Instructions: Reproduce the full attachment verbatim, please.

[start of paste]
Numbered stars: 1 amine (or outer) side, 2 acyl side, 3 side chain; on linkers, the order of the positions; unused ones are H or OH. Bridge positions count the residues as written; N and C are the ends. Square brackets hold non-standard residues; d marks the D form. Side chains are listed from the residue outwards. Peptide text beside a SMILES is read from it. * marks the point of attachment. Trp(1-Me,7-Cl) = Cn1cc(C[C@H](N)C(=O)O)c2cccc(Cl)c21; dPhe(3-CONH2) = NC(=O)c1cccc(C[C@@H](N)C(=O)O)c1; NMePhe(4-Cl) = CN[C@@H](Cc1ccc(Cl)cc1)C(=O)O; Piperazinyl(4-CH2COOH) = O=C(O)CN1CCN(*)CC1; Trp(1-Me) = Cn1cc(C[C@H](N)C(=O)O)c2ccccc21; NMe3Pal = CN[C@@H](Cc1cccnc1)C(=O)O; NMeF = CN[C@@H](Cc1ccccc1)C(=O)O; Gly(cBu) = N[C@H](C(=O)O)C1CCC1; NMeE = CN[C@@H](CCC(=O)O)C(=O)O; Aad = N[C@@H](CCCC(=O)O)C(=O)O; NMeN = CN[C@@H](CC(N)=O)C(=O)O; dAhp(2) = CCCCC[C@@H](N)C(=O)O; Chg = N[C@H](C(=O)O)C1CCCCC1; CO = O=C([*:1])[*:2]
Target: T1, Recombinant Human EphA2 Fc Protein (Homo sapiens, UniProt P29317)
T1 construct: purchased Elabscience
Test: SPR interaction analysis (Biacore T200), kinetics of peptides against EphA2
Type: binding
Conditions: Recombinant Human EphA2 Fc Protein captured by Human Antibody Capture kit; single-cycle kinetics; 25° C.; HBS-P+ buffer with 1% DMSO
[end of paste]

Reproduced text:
Numbered stars: 1 amine (or outer) side, 2 acyl side, 3 side chain; on linkers, the order of the positions; unused ones are H or OH. Bridge positions count the residues as written; N and C are the ends. Square brackets hold non-standard residues; d marks the D form. Side chains are listed from the residue outwards. Peptide text beside a SMILES is read from it. * marks the point of attachment. Trp(1-Me,7-Cl) = Cn1cc(C[C@H](N)C(=O)O)c2cccc(Cl)c21; dPhe(3-CONH2) = NC(=O)c1cccc(C[C@@H](N)C(=O)O)c1; NMePhe(4-Cl) = CN[C@@H](Cc1ccc(Cl)cc1)C(=O)O; Piperazinyl(4-CH2COOH) = O=C(O)CN1CCN(*)CC1; Trp(1-Me) = Cn1cc(C[C@H](N)C(=O)O)c2ccccc21; NMe3Pal = CN[C@@H](Cc1cccnc1)C(=O)O; NMeF = CN[C@@H](Cc1ccccc1)C(=O)O; Gly(cBu) = N[C@H](C(=O)O)C1CCC1; NMeE = CN[C@@H](CCC(=O)O)C(=O)O; Aad = N[C@@H](CCCC(=O)O)C(=O)O; NMeN = CN[C@@H](CC(N)=O)C(=O)O; dAhp(2) = CCCCC[C@@H](N)C(=O)O; Chg = N[C@H](C(=O)O)C1CCCCC1; CO = O=C([*:1])[*:2]
Target: T1, Recombinant Human EphA2 Fc Protein (Homo sapiens, UniProt P29317)
T1 construct: purchased Elabscience
Test: SPR interaction analysis (Biacore T200), kinetics of peptides against EphA2
Type: binding
Conditions: Recombinant Human EphA2 Fc Protein captured by Human Antibody Capture kit; single-cycle kinetics; 25° C.; HBS-P+ buffer with 1% DMSO